The Caledonians may have sent a delegation to offer peace, but Severus flatly refused to negotiate with them, as he planned to subjugate the whole island. The emperor left Geta behind in the south and then marched north with Caracalla and his invasion force, adding elements of Roman forces already on the island to his own army. We unfortunately have limited details about Severus’ campaign. If control of Hadrian’s Wall had indeed been lost, it is likely Severus re-won control of it and then crossed it into Caledonian territory. We know that he strengthened Hadrian’s Wall, turning it into a more formidable barrier completely made of stone.
North of the wall, the marshy terrain would have been the Romans’ greatest enemy. Herodianus writes that Severus “saw to it that dikes were provided in the marshy regions so that the soldiers might advance safely by running on these earth causeways and fight on a firm, solid footing”. It has been possible to reconstruct the route the Roman invasion force took. The Romans penetrated deep into Caledonian territory, possibly as far as the Firth of Forth or the Tay in present-day Scotland. Nevertheless, there would be no great and decisive battles, only skirmishes and confrontations between Caledonian raiding parties and Roman patrols. This was a guerrilla war. The Romans made gains and marched further north than ever before, but they could never firmly control all the territory they took.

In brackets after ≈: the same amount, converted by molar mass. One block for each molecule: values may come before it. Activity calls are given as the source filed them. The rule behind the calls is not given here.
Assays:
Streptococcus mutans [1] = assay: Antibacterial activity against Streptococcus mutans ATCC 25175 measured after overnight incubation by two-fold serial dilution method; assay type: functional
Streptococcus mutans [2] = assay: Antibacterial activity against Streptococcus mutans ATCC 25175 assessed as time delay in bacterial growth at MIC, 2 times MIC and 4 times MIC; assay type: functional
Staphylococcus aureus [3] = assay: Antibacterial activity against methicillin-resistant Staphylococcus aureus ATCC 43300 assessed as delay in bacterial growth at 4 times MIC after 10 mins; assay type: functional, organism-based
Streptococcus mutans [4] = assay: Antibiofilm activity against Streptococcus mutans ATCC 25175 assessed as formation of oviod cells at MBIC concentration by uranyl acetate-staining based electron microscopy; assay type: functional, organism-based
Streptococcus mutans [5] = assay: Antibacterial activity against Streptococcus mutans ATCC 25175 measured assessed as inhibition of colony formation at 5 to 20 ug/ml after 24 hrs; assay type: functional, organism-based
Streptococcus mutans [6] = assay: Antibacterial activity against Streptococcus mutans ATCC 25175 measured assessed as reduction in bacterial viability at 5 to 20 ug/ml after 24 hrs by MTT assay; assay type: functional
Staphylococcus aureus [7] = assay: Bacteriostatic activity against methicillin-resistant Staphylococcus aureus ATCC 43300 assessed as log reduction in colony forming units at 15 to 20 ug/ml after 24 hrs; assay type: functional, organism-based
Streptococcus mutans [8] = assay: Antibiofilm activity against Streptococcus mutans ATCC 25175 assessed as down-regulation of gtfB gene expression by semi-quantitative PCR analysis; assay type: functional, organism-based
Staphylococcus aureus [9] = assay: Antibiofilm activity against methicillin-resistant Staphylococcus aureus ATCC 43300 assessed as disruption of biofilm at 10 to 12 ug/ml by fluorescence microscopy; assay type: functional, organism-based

The war must have taken a terrible toll on the Caledonians, many of whom were massacred. The Romans suffered heavily as well, with Cassius Dio mentioning the slightly incredible number of 50.000 Roman casualties (which is probably larger than the entire invasion force!). The emperor was suffering badly from his gout and had to be carried in a chair. To make things worse, there was at least one – alleged – attempt by Caracalla to murder his father.
In any case, both warring sides probably agreed to peace somewhere in 209, only to begin hostilities again the next year. Severus was now so ill that he sent Caracalla north with the army with orders to kill anyone that they might encounter. The emperor added a verse from Homer’s Iliad, which he slightly amended:
“Let no one escape sheer destruction,
No one our hands, not even the babe in the womb of the mother,
If it be male; let it nevertheless not escape sheer destruction.”
(in the original version, the line reads: “Let none escape death at our hands, not even the child in the womb; let not a one survive, let all Ilium die: leave none behind as witnesses to mourn.”- these are words spoken by Agamemnon to his brother Menelaus, who is about to spare an enemy’s life)
Caracalla’s campaign took place in early 210, possibly north of the Antonine Wall. Legio II Augusta and Legio VI Victrix both seem to have been involved. It was the emperor’s intention to follow his son north once he got better again. But Severus never recovered and he died at Eburacum (present-day York, way south of Hadrian’s wall) on 4 February 211. That was the end of the war, as his sons had no intention of continuing it. They made peace with their adversaries, abandoned all territorial gains between the Antonine Wall and Hadrian’s Wall, and withdrew behind the later. It may be around this time this the division of Britannia into two separate provinces was formalised. These provinces would remain largely peaceful for the remainder of the third century.
- Cassius Dio, Epitome of Book 77;
- Herodianus, The Roman Histories III.14-15;
- Historia Augusta, Severus 18.
- Adrian Goldsworthy, The Fall of the West, p. 67-69;
- Timothy Venning, A Chronology of the Roman Empire, p. 575-577.
Updated 31 December 2022.